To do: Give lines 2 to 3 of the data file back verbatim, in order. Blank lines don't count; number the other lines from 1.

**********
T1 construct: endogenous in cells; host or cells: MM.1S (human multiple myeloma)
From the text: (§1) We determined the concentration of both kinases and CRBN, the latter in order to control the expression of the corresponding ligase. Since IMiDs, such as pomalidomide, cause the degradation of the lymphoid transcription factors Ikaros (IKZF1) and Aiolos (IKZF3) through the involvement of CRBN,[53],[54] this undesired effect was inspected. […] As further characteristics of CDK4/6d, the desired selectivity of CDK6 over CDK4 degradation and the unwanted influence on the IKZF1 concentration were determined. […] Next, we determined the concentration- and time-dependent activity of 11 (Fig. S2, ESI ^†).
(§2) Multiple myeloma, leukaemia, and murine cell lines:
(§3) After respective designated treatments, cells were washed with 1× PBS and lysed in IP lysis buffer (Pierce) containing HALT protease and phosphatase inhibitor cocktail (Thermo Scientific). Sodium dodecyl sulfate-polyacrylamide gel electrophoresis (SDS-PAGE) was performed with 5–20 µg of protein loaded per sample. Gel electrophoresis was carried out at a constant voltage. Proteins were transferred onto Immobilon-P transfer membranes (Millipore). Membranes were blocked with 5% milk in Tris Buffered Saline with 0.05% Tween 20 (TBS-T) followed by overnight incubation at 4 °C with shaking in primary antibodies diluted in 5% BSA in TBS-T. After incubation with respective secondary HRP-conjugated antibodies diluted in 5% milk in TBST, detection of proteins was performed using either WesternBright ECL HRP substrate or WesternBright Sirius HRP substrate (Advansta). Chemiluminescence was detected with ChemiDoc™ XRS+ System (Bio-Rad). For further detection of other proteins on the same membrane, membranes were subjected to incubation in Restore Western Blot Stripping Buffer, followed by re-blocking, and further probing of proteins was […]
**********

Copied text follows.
From the text: (§1) We determined the concentration of both kinases and CRBN, the latter in order to control the expression of the corresponding ligase. Since IMiDs, such as pomalidomide, cause the degradation of the lymphoid transcription factors Ikaros (IKZF1) and Aiolos (IKZF3) through the involvement of CRBN,[53],[54] this undesired effect was inspected. […] As further characteristics of CDK4/6d, the desired selectivity of CDK6 over CDK4 degradation and the unwanted influence on the IKZF1 concentration were determined. […] Next, we determined the concentration- and time-dependent activity of 11 (Fig. S2, ESI ^†).
(§2) Multiple myeloma, leukaemia, and murine cell lines: